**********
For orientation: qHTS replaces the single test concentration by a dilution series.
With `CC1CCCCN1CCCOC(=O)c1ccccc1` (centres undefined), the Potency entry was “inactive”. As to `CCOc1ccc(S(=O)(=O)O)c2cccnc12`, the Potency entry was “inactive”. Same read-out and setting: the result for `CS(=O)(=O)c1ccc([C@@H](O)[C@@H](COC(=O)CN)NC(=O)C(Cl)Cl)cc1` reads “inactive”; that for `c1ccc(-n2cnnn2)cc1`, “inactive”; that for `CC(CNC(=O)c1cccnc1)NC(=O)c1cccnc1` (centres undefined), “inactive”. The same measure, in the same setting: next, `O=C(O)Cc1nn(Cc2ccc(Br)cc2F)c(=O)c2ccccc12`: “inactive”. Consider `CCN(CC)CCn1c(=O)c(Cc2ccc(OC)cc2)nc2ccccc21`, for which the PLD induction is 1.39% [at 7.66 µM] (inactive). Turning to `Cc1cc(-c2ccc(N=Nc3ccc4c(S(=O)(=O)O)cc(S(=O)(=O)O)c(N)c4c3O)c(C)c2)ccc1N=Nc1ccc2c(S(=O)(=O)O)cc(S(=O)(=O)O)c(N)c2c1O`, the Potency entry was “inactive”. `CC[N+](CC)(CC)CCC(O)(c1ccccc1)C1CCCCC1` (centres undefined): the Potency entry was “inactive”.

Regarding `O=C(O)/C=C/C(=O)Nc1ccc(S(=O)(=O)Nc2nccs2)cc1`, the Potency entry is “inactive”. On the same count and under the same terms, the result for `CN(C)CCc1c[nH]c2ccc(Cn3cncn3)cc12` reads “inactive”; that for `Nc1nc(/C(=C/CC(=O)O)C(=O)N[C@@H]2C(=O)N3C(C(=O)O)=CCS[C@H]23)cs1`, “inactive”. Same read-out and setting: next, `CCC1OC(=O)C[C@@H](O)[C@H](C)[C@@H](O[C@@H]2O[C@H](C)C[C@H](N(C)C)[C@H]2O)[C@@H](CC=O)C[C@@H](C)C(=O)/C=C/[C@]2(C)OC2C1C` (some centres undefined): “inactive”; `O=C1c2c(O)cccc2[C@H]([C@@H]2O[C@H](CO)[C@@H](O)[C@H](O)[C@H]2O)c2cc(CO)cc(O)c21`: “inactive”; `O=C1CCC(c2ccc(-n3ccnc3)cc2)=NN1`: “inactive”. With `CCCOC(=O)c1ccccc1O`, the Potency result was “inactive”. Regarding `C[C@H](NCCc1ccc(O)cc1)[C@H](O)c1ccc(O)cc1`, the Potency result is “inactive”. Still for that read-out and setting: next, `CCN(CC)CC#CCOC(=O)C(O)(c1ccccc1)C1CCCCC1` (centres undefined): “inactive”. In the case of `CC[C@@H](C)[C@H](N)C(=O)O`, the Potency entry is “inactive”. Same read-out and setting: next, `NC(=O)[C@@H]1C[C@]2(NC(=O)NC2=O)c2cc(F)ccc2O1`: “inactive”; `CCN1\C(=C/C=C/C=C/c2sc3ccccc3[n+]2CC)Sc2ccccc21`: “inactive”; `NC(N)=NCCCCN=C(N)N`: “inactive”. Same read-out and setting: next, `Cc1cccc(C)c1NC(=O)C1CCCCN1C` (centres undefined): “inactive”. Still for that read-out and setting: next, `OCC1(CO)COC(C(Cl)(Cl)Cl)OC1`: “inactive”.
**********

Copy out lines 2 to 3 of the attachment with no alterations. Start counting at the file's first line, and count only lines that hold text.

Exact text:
With `CC1CCCCN1CCCOC(=O)c1ccccc1` (centres undefined), the Potency entry was “inactive”. As to `CCOc1ccc(S(=O)(=O)O)c2cccnc12`, the Potency entry was “inactive”. Same read-out and setting: the result for `CS(=O)(=O)c1ccc([C@@H](O)[C@@H](COC(=O)CN)NC(=O)C(Cl)Cl)cc1` reads “inactive”; that for `c1ccc(-n2cnnn2)cc1`, “inactive”; that for `CC(CNC(=O)c1cccnc1)NC(=O)c1cccnc1` (centres undefined), “inactive”. The same measure, in the same setting: next, `O=C(O)Cc1nn(Cc2ccc(Br)cc2F)c(=O)c2ccccc12`: “inactive”. Consider `CCN(CC)CCn1c(=O)c(Cc2ccc(OC)cc2)nc2ccccc21`, for which the PLD induction is 1.39% [at 7.66 µM] (inactive). Turning to `Cc1cc(-c2ccc(N=Nc3ccc4c(S(=O)(=O)O)cc(S(=O)(=O)O)c(N)c4c3O)c(C)c2)ccc1N=Nc1ccc2c(S(=O)(=O)O)cc(S(=O)(=O)O)c(N)c2c1O`, the Potency entry was “inactive”. `CC[N+](CC)(CC)CCC(O)(c1ccccc1)C1CCCCC1` (centres undefined): the Potency entry was “inactive”.

Regarding `O=C(O)/C=C/C(=O)Nc1ccc(S(=O)(=O)Nc2nccs2)cc1`, the Potency entry is “inactive”. On the same count and under the same terms, the result for `CN(C)CCc1c[nH]c2ccc(Cn3cncn3)cc12` reads “inactive”; that for `Nc1nc(/C(=C/CC(=O)O)C(=O)N[C@@H]2C(=O)N3C(C(=O)O)=CCS[C@H]23)cs1`, “inactive”. Same read-out and setting: next, `CCC1OC(=O)C[C@@H](O)[C@H](C)[C@@H](O[C@@H]2O[C@H](C)C[C@H](N(C)C)[C@H]2O)[C@@H](CC=O)C[C@@H](C)C(=O)/C=C/[C@]2(C)OC2C1C` (some centres undefined): “inactive”; `O=C1c2c(O)cccc2[C@H]([C@@H]2O[C@H](CO)[C@@H](O)[C@H](O)[C@H]2O)c2cc(CO)cc(O)c21`: “inactive”; `O=C1CCC(c2ccc(-n3ccnc3)cc2)=NN1`: “inactive”. With `CCCOC(=O)c1ccccc1O`, the Potency result was “inactive”. Regarding `C[C@H](NCCc1ccc(O)cc1)[C@H](O)c1ccc(O)cc1`, the Potency result is “inactive”. Still for that read-out and setting: next, `CCN(CC)CC#CCOC(=O)C(O)(c1ccccc1)C1CCCCC1` (centres undefined): “inactive”. In the case of `CC[C@@H](C)[C@H](N)C(=O)O`, the Potency entry is “inactive”. Same read-out and setting: next, `NC(=O)[C@@H]1C[C@]2(NC(=O)NC2=O)c2cc(F)ccc2O1`: “inactive”; `CCN1\C(=C/C=C/C=C/c2sc3ccccc3[n+]2CC)Sc2ccccc21`: “inactive”; `NC(N)=NCCCCN=C(N)N`: “inactive”. Same read-out and setting: next, `Cc1cccc(C)c1NC(=O)C1CCCCN1C` (centres undefined): “inactive”. Still for that read-out and setting: next, `OCC1(CO)COC(C(Cl)(Cl)Cl)OC1`: “inactive”.